The recent decline of venture financing is threatening innovation in the $300 billion global market for medical devices.
Venture-backed start-up companies are a vital innovation engine for the medical device industry, creating disruptive products, opening new markets, and fueling growth for large companies via acquisition. However, regulatory and reimbursement pressures continue to tighten, and there is increased scrutiny on the economic value of new devices. Facing less working capital, companies will need to adapt their business and product development strategies to deliver healthcare value.
In the United States, venture financing reached record volume in 2007 and 2008, with $3.7 and $3.6 billion, respectively, for medical device technology. However, with financial markets crashing in late 2008, venture capital (VC) funding dropped over 25% to $2.6 billion in 2009, and declined further to $2.4 billion in 2010 [1,2]. Recent funding was largely directed at re-investment for late-stage ventures, not new investment in early stage companies. IPOs were virtually nonexistent for the past three years compared to previous years. Within U.S. public companies, R&D expenditure increased slightly , but there was a decrease in 510(k) and PMA submissions for regulatory approval3. Using these metrics, the medical device industry has seemingly become less capital efficient in innovation.
Healthcare reform in the U.S. is highlighting the fine balance between achieving healthcare outcomes and economic efficiency. Comparative Effectiveness Research initiatives in multiple countries are aimed at ensuring new medical technologies yield ‘value for money.’ Hospital economics increasingly influence purchasing decisions of new devices and equipment. With operating margins as low as 2% to 4% , hospitals face greater pressure to consolidate inventory within existing reimbursement codes. Regulatory challenges remain, and in some cases there are stricter controls and longer review cycles, which require more funding for a longer period of time.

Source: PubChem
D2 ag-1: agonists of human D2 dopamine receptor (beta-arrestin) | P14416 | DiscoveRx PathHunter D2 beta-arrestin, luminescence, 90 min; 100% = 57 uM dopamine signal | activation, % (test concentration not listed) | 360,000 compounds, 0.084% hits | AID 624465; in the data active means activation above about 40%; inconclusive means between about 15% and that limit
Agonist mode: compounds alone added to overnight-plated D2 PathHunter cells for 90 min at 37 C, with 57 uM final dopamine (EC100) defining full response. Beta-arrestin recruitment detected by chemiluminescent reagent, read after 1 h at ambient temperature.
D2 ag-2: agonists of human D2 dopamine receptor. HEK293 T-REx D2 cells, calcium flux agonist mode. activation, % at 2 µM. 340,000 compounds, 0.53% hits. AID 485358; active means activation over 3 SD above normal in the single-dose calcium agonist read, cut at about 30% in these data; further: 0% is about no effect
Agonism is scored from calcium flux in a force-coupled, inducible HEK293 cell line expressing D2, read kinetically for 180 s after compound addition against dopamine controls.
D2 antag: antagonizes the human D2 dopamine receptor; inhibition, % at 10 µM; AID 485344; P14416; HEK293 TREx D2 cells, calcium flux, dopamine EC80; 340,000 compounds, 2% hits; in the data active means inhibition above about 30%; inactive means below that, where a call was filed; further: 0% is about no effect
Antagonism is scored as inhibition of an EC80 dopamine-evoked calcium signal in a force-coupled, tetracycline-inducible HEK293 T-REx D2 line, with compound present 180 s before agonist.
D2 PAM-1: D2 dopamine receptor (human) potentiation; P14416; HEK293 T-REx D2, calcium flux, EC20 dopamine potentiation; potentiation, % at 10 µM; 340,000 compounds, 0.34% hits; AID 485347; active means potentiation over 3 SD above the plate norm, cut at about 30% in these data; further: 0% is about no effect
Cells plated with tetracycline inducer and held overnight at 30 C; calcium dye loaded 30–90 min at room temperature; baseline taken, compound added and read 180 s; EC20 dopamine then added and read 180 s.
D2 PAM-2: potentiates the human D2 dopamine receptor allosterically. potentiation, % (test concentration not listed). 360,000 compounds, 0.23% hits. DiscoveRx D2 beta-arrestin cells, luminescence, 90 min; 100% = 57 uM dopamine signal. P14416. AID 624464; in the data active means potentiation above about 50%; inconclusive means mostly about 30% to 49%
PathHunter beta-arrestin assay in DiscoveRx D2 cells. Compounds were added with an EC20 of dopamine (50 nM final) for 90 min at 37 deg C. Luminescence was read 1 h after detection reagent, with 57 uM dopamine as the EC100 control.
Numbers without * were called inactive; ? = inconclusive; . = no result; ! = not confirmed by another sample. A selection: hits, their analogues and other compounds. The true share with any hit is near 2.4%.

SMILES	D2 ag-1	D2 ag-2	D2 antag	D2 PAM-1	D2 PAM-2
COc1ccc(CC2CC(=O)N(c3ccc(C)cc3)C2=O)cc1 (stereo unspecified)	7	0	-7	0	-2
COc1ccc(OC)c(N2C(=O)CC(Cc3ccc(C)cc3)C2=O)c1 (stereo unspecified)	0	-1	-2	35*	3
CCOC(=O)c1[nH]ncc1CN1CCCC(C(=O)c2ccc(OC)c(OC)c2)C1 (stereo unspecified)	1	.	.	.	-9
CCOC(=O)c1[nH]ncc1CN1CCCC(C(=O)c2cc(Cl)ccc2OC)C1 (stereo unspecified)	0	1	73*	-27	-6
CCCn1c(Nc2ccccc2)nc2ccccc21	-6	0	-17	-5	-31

While the traditional funding model is not quite broken, the pendulum has clearly shifted from the risk-takers to the risk-averse. But despite challenging financial times, there remains sizeable opportunity in the medium- and long-term for the risk-savvy. There are several strategies that companies can deploy to create innovative products that deliver healthcare value.
Pro-Active Risk Management
The medical device industry has long focused on clinical, quality, and safety risk management, a necessity when developing healthcare technology for patients. However, program risk management, when utilized appropriately, can transform the capital efficiency of product development.
Program risk management should be practiced early and often in new product development. An objective program assessment can help identify key commercial, clinical, program, and technical risks that may affect resourcing, budget, and schedule. For example:
- Understanding risk enables development programs to be structured to mitigate the highest risks early, lest they manifest later with higher cost and longer schedule delays.
- Risk management also facilitates strategic “invest or kill” decisions for portfolio management, improving capital efficiency.
Companies that utilize a risk-based approach to product development are more likely to get to market faster with less development cost and with improved product quality.
Large companies can manage investment risk by leveraging their size and relative stability to diversify their core offerings. Companies that can integrate their products with new services, knowledge bases, and infrastructure will enable entire healthcare networks to be connected seamlessly. Complication rates can be reduced, patient throughput can be increased, and outcomes can be tracked more efficiently. Central to communicating, securing, organizing, and analyzing the terabytes of data will be wireless technology, decision-making algorithms, and intelligent design of user interfaces.